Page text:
When Jesus told us to love our neighbor as ourselves, he didn’t add, “this is, if your neighbor is lovable,” or “if your neighbor loves you first,” or “if your neighbor meets your demands.” He simply said, “Love your neighbor as yourself.” According to Luke when Jesus said this, the legal expert pressed the point, asking, “Who is my neighbor?” You have heard the story of the “Good Samaritan,” an oxymoron in biblical times. “Good” and “Samaritan” just didn’t go together – ever. His story was a clear call to love the unlovable.
In the Sermon on the Mount the Lord’s words are recorded: “You have heard that it was said, ‘Love your neighbor and hate your enemy.’ 44 But I tell you, love your enemies and pray for those who persecute you, 45 that you may be children of your Father in heaven. He causes his sun to rise on the evil and the good, and sends rain on the righteous and the unrighteous. 46 If you love those who love you, what reward will you get? Are not even the tax collectors doing that? 47 And if you greet only your own people, what are you doing more than others? Do not even pagans do that?” (Matthew 5:44-47)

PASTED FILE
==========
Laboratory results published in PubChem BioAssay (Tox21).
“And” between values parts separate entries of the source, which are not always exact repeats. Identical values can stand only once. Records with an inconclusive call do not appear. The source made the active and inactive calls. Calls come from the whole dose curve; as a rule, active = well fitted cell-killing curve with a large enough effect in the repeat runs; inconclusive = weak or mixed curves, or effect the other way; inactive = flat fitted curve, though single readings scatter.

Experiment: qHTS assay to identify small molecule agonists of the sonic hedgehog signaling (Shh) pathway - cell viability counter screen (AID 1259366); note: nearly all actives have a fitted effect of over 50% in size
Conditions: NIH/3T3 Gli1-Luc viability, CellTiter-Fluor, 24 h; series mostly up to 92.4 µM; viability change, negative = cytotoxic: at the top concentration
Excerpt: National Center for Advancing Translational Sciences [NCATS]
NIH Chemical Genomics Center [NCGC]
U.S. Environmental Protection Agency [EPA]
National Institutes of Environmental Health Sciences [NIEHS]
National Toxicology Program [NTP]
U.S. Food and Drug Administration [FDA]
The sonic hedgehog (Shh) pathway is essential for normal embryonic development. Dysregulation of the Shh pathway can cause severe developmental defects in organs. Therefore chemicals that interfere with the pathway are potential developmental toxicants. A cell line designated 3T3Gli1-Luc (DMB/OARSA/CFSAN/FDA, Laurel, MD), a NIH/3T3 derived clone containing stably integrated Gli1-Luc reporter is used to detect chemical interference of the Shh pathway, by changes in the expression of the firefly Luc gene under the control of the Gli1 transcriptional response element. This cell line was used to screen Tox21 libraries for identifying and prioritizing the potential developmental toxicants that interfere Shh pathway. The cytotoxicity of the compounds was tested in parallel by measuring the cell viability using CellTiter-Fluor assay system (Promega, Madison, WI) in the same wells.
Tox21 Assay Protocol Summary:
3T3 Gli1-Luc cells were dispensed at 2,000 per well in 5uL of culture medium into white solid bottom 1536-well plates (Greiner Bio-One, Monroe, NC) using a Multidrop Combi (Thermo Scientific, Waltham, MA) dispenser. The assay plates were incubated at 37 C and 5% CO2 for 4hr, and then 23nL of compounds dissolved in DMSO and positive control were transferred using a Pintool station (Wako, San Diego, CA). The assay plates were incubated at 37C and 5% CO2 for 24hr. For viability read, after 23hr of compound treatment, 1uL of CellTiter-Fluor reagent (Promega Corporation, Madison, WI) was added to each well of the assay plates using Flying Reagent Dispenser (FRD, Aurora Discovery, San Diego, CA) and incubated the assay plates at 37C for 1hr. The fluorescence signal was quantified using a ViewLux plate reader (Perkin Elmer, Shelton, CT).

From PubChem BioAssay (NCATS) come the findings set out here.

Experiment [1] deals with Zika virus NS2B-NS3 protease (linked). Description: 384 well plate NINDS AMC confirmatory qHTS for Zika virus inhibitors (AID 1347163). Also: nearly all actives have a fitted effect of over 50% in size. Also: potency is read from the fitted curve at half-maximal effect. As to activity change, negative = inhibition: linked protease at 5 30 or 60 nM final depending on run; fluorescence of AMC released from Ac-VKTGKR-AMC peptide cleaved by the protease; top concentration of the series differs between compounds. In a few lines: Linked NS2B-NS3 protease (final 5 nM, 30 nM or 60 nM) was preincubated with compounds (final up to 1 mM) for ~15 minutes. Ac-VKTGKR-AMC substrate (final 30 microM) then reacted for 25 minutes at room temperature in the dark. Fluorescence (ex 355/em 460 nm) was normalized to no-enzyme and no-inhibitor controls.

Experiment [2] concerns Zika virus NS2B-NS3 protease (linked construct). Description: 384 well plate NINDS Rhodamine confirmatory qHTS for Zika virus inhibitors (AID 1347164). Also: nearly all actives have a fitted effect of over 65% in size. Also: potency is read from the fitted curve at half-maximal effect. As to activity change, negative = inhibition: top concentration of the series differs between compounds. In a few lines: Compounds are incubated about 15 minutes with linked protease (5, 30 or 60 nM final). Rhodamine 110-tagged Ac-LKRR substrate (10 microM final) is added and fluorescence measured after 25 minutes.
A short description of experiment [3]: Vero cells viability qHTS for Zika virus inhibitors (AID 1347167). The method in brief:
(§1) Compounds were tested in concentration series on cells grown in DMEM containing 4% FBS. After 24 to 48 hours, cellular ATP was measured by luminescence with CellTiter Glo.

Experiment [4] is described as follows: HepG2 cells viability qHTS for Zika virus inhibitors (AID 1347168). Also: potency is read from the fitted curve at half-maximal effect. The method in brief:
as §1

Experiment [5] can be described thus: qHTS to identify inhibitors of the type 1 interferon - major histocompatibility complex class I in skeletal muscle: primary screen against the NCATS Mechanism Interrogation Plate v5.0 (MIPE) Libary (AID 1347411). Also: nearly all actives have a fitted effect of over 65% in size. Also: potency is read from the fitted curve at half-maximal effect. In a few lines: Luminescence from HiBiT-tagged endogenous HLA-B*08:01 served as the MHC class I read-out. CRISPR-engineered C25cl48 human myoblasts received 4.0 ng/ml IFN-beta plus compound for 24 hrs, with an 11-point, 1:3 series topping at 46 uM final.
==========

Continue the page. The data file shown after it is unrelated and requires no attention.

I had a friend in St. Louis who was a Ph.D. psychologist. She maintained that the greatest human fear was not heights, or public speaking or poisonous snakes, but the fear of rejection. Created in the image of the God, who is love, at deep-down basic levels we want to love and be loved. Working on this message brought to my mind a great many songs from my teenage years. One of my chores when I was in high school was laundry and ironing, which can get to be rather tedious and boring, so I liked to listen to music while I did my work. My sister had a Johnny Mathis album, and I ended up learning the lyrics to just about every song. Some of you may know “The Twelfth of Never.” Instead of imagining a love-sick teenager singing these words, hear them for a moment as God’s words to you: “You ask how long I’ll love you; I’ll tell you true: Until the twelfth of never, I’ll still be loving you. . . . I’ll love you till the bluebells forget to bloom; I’ll love you till the clover has lost its perfume. I’ll love you till the poets run out of rhyme, Until the twelfth of never and that’s a long, long time.”